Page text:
Usually (though it does depend on the job you are applying for), prospective employers don’t expect people to stay in their organisation forever, so don’t feel the need to pledge the rest of your working life to your would-be boss. You also don’t need to describe in detail where you will be in the future (how could you know?), just the type of role and activity you want to be involved in. So if you are applying to be a press officer, saying you want to progress to the role of manager and ultimately to head up a busy newsroom shows ambition, is a logical next step and is a motivation most employers would see as a positive.
Of course there are some obvious watchouts here too. Where you are heading in the future does needs to fit with the role you are currently applying for. If you want to be an air hostess and are applying to be a trainee accountant, a reasonable employer might think you aren’t likely to be a good long term prospect. Also, whilst five years in the future is a good timescale to think about your next move, be wary of bringing that any closer. It takes a fair amount of time and investment to get the most out of new hires and employers will see it as a negative if you give off the impression you will want to move on too quickly.
What’s the biggest mistake you’ve made and what did you learn?
It’s a less obvious question, perhaps, but it’s still not unusual for employers to ask about your weaknesses, mistakes you’ve made or things you’ve got wrong. Answering it successfully definitely requires some thought and preparation. Unfortunately, saying nothing at all or providing a poor example is just as bad as highlighting a major failure on something that is key to the role you’re applying for.
What employers are looking for here is honesty, self-awareness and the ability to learn from mistakes. So talk about something you took personal responsibility for, what went wrong and then, critically, the learnings and insight you took from the experience. Even better, choose a story that has an element of humour about it. Ideally they will come away thinking you are human and occasionally mess up but, perhaps unlike other candidates, you are open in admitting your mistakes and have taken steps to ensure you don’t repeat them.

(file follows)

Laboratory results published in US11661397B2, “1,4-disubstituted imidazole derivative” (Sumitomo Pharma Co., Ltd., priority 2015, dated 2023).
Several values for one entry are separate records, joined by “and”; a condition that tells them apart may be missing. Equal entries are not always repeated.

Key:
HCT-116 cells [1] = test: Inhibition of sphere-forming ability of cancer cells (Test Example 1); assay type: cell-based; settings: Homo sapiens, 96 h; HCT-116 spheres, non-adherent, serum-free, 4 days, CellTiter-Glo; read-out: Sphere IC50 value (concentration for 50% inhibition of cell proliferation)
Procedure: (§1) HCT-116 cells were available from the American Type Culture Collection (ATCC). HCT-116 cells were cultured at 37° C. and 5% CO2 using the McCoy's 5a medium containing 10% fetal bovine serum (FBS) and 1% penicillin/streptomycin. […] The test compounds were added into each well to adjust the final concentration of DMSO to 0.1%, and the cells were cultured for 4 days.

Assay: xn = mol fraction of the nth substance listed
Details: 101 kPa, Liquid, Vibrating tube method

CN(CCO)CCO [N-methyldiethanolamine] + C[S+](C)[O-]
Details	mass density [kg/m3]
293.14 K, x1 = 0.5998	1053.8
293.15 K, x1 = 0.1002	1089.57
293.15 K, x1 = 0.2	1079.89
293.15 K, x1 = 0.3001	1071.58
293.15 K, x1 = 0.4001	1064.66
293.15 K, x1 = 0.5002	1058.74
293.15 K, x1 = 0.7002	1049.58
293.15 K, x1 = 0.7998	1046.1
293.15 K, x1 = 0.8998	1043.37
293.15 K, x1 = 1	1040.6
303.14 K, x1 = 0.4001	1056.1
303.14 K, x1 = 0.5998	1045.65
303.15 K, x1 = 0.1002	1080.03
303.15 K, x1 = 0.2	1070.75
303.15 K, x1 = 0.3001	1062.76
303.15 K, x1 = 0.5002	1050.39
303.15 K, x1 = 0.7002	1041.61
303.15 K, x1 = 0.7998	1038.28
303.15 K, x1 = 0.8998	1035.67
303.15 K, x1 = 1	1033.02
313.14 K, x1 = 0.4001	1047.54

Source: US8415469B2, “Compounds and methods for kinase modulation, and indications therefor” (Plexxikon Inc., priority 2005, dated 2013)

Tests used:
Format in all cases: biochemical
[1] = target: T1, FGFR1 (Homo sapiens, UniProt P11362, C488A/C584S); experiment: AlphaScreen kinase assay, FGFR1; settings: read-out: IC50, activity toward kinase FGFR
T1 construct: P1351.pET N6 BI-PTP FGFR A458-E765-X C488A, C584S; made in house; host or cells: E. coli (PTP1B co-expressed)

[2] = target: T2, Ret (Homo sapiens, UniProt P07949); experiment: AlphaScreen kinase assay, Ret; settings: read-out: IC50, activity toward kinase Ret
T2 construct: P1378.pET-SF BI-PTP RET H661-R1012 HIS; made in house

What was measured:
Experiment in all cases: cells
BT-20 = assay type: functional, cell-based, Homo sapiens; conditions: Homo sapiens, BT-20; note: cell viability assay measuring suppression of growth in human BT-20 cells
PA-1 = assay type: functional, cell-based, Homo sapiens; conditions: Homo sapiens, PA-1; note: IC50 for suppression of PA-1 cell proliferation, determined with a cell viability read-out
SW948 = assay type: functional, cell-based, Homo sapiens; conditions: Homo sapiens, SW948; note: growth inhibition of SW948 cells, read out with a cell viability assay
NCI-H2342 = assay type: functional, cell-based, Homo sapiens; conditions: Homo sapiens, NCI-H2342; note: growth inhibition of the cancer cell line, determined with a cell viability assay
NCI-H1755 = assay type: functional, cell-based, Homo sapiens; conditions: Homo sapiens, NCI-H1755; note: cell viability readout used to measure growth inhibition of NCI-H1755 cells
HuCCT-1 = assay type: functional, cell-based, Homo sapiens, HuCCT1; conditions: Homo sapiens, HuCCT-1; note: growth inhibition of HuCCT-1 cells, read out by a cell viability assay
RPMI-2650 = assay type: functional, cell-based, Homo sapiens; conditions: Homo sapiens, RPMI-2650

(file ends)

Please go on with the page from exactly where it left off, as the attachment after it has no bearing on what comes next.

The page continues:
Do you have any questions for us?
The final question of a tough interview and by this point, most people simply want to get out of the room. Yet the invitation to ask the panel questions is often the best opportunity of all to showcase your skills and reinforce your key messages.
This is because it is the main or only time the panel will talk without the help of a pre-prepared script. By asking smart questions, it’s possible to engage them in a conversation about something that accentuates your strengths.
It also provides you with a chance to direct the conversation. So if you didn’t get a chance to mention something that’s relevant to your application, or didn’t do justice to a previous topic, a carefully worded question could provide you with the opportunity to have another go.
In addition, there’s more than one person doing the choosing at an interview. Let’s not forget, you also need to decide whether the job is right for you. Showing you have done your homework and have well thought-out questions will give off the impression you are taking the opportunity seriously and will also help you to make up your mind about them as an employer.
Preparing questions for the panel in advance is a must, but try and make notes as the interview progresses so that you have something fresh and relevant to ask. That said, this doesn’t give you permission to grill them for 20 minutes. Two or at most three brief questions will suffice. Interview panels work to tight schedules and they won’t thank you if your interrogation means they overrun or have to skip lunch.
I tend to find most hiring decisions tend to come down to the same core set of issues. Who has demonstrated they have the best skills to do the job? Who seems to be the best fit with our culture and approach? Who has the most potential to grow in the role and organisation? And also who wants the job the most?
As the core issues about hiring are often the same, so the questions actually used in interviews are also fairly consistent. Even if they are dressed up in a different way, these six questions are common in interviews and you should be certain your answers to each promote your best qualities to the full.